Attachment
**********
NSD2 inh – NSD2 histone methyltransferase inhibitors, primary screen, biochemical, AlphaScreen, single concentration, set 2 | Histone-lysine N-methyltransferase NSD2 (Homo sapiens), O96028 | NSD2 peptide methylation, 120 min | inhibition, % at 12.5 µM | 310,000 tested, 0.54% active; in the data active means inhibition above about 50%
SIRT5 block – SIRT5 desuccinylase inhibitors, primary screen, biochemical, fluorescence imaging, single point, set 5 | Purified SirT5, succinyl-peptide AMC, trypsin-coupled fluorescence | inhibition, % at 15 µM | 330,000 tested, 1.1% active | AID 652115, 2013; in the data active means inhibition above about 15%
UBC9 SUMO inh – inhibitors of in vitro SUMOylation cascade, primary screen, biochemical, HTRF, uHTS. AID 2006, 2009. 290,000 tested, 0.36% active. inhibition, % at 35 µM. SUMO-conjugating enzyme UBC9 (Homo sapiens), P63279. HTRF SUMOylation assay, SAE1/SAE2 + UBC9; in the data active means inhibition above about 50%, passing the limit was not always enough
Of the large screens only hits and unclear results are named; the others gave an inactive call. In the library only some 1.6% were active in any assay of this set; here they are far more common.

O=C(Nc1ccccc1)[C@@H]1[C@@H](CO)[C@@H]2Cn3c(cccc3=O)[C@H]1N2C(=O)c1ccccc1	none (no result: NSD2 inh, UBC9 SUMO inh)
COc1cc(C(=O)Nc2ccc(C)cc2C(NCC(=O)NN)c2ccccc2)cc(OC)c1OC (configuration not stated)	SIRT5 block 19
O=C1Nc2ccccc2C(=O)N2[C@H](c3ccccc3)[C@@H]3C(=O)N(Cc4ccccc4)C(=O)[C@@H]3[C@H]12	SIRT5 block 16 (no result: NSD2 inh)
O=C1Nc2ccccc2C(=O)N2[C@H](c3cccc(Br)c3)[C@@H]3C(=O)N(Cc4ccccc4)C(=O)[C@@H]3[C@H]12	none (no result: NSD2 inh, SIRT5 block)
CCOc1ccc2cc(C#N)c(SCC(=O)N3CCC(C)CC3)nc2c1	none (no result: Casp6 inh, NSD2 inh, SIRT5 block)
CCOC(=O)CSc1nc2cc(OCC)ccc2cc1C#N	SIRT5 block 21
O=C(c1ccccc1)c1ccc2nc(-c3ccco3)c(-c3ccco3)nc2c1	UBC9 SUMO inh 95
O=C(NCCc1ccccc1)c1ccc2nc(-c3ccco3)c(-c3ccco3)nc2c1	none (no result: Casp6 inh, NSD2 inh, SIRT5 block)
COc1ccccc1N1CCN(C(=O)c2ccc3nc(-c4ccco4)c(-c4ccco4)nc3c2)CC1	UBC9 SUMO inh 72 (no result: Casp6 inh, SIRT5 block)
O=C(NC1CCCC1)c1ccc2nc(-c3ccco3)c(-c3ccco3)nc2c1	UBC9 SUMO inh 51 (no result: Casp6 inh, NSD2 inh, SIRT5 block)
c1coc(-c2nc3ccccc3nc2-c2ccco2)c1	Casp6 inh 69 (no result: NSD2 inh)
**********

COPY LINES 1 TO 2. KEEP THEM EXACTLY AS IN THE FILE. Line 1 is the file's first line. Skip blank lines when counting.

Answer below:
NSD2 inh – NSD2 histone methyltransferase inhibitors, primary screen, biochemical, AlphaScreen, single concentration, set 2 | Histone-lysine N-methyltransferase NSD2 (Homo sapiens), O96028 | NSD2 peptide methylation, 120 min | inhibition, % at 12.5 µM | 310,000 tested, 0.54% active; in the data active means inhibition above about 50%
SIRT5 block – SIRT5 desuccinylase inhibitors, primary screen, biochemical, fluorescence imaging, single point, set 5 | Purified SirT5, succinyl-peptide AMC, trypsin-coupled fluorescence | inhibition, % at 15 µM | 330,000 tested, 1.1% active | AID 652115, 2013; in the data active means inhibition above about 15%